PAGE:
Socialism and communism are political incarnations of this. Originally the two were synonymous about until the influence of the Russia Revolution when socialism was rebranded as a transformatory state between the oppressive capitalism and the ideal communist non-state. Socialism thence has taken on a life of its own describing mixt economies and, in the United States, any functional form of government; obviously this is a little too far. I myself use communism and socialism in the traditional way, oft without a distinction between the two, but err on using socialism more because it is less stigmatized; communism evokes ideas about oppressive Soviet Europe which obviously do not necessarily align well with Marxist ideals, even if one acknowledges corruption to be inherent in tentative communist states.

Also keep in mind that real communists, as in not angsty pseudo-rebellious teen "communists," do not hold communism as the polar opposite of capitalism; capitalism to them is a part of a long string of social development which has indeed come a long way improving life since tribal and feudal societies. Indeed Marx praises capitalist society (we cannot know how genuinely) for its productive capabilities and the necessity of its engines of production in the future socialist ideal.

Capitalist- Firstly, a capitalist is someone who owns capital; it is not someone who "believes in capitalism" or something like that. Secondly capitalism is a Marxist exonym, a term originally used by Marxists to describe presocialist society. It makes little sense to call yourself a capitalist considering the term was coined to make the argument that the present society was unjust due to a disequality of capital ownership. I suppose it's similar in its lack of thought to when people call themselves atheists, thus defining themselves by what they're not. Either way, I refrain from using this term unless writing on something with a specifically Marxist theme because that is the only place this term belongs. People with "I ♥ Capitalism" bumper stickers are missing the point in using a word of semi-vituperation in an adoring sense.

Neoconservative- the way people use the prefix neo- might lead one to think it was Greek for "despicably evil." Few people given the label of neoconservative would actually call themselves this due to the heavy stigmatization which is smelt now by all sides of the political spectrum. Still the word has a fairly precise meaning; a neoconservative is a post-Cold War typically American political theorist with the stance that, not only is the American political system of liberalism and democracy is superior to all others, but it should be spread, forcibly if necessary, for the goodness of all people. Regime change is the name of the game, and under the Bush administration, neoconservatives oft stood at the helm.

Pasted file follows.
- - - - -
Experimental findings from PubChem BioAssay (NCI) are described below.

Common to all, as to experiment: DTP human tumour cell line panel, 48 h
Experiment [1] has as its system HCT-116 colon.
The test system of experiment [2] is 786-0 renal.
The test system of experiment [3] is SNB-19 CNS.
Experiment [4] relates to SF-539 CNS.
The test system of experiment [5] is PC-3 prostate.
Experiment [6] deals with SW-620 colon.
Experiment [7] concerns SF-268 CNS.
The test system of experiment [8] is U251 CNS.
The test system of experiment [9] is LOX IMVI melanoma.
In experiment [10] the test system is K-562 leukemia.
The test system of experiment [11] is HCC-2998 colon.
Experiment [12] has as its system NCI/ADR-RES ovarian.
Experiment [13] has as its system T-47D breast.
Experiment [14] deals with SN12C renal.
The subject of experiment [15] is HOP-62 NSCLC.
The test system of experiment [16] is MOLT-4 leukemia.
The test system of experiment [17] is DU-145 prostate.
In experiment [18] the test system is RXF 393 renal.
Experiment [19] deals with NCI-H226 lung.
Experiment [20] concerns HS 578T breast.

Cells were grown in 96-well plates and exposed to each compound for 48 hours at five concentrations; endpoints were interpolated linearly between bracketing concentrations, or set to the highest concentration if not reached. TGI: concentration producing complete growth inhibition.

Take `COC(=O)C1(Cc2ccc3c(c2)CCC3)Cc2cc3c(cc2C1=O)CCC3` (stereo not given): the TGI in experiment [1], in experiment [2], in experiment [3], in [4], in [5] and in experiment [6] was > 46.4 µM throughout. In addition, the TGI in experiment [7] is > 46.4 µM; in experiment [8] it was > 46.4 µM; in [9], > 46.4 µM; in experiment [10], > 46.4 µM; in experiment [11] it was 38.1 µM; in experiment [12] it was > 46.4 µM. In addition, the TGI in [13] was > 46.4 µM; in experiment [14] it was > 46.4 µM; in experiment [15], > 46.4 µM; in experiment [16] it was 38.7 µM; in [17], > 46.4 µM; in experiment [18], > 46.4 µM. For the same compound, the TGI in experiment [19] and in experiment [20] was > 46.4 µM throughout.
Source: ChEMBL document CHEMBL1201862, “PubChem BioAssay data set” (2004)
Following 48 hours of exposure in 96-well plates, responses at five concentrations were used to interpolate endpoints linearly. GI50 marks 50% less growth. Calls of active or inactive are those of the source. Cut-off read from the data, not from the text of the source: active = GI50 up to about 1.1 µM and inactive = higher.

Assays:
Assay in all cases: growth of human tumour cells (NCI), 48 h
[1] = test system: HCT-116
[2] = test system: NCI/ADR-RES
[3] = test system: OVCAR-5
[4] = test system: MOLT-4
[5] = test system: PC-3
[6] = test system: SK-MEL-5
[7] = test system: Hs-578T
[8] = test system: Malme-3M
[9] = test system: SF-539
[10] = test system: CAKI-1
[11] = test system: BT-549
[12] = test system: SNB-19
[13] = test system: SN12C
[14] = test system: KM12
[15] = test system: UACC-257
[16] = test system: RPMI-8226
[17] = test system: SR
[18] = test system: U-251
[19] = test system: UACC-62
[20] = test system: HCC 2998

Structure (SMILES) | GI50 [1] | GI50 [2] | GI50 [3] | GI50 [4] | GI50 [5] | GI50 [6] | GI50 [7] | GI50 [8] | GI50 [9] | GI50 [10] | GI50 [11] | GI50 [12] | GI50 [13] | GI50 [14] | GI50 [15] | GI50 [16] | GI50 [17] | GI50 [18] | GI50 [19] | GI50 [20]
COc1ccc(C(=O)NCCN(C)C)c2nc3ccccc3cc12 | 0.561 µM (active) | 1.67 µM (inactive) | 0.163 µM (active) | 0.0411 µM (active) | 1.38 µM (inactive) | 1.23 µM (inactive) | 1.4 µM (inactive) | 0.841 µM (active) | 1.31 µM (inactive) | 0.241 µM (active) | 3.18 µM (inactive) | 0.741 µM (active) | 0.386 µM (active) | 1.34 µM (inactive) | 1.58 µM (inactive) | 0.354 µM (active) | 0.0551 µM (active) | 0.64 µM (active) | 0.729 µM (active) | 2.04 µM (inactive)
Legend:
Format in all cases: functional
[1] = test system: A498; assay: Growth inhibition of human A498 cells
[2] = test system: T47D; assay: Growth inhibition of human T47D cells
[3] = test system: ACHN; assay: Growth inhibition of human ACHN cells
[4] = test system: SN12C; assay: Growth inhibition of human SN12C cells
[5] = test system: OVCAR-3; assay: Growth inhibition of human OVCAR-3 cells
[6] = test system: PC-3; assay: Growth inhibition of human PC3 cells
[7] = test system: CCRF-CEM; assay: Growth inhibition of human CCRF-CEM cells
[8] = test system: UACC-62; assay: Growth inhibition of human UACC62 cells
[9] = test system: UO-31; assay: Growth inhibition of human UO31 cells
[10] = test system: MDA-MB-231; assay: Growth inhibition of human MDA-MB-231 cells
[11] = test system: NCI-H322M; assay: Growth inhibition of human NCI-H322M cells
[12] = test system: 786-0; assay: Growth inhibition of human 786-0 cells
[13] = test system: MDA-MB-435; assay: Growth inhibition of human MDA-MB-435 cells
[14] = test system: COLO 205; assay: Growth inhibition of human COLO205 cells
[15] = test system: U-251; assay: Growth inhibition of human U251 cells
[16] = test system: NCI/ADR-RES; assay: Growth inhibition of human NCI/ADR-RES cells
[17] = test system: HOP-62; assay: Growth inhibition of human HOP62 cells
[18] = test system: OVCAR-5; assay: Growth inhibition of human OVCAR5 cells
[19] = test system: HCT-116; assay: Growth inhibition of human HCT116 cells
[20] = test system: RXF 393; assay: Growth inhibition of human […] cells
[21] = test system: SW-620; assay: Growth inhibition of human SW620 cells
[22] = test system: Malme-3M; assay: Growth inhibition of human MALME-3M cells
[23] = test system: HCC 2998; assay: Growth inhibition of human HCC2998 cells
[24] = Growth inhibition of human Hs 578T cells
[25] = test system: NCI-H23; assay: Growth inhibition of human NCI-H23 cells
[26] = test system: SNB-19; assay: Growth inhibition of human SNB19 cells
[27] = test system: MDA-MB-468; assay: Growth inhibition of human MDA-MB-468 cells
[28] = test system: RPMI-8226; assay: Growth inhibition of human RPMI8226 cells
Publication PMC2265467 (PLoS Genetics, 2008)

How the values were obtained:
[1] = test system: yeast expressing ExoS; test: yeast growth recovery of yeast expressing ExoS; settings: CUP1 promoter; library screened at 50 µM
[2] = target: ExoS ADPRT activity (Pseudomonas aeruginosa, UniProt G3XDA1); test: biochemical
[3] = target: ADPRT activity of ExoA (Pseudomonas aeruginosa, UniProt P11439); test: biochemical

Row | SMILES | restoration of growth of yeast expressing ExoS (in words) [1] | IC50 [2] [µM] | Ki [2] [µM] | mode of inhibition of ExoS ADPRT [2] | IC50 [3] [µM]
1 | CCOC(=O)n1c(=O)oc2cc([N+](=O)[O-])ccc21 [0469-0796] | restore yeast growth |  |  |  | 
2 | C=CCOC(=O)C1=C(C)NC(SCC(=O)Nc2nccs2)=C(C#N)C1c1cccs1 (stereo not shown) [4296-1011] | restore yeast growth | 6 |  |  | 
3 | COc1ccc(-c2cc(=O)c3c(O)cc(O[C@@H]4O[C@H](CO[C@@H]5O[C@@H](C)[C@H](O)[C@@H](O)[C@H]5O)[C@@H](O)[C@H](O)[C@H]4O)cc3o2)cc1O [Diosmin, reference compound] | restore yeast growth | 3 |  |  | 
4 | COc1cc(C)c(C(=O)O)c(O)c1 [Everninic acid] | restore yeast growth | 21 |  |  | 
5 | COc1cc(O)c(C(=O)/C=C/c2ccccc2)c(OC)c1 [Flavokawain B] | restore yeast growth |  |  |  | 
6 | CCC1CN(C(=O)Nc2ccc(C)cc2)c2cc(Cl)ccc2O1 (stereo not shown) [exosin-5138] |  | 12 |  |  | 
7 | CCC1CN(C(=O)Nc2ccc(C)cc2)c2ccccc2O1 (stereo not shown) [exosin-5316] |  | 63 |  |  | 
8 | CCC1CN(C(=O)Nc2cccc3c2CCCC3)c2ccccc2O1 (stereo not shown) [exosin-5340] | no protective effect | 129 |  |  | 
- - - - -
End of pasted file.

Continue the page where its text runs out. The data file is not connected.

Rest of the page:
Of course the term neoconservative is just that, a descriptor of foreign policy. One may thing that it is tied to the heftily religious social policies or a face turned from regulatory capture (see below), but none of this is the core of neoconservative thought (that said, with a interventionist foreign policy at the highest pedestal, anywhere is fair game for the politics of staying in office).

Corporatism- The one is probably the absolute worse; I have never seen this used correctly by anyone who doesn't have a PhD, I have no idea why. There seems to be the pernicious idea that corporatism has something to do with corporations, which of course is hilariously inaccurate. It again exposes the idea that you can take a word, take -ism on it, sound smart, and make an argument without thinking about it.

Corporatism is a general idea that society should be composed of organized bodies (corpora). It's similar to a guild system in which people of one trade or calling, farmers, clergy, merchants, divide into groups and work together in their specialization. The metaphor of corporatism can be used on society as a whole to present an organism of multiple parts, even Paul of Tarsus describes the church as "the Body of Christ" (Corpus Christi) which gave rise to the use of the term in is way today.

Typically when people say "corporatism" they mean to say "regulatory capture," but I suppose that lacks the emotionalism needed by most people juggling the concept. I once visited the Talk: corporatism page of Wikipedia and saw an indignant poster who, burdened with the popular misuse of the term deemed the page to be "revisionist" because it did not mention the "obvious" fact that corporatism is "corporate control" instead it talkt about thinkers actually involved in the true definition of corporatist thought.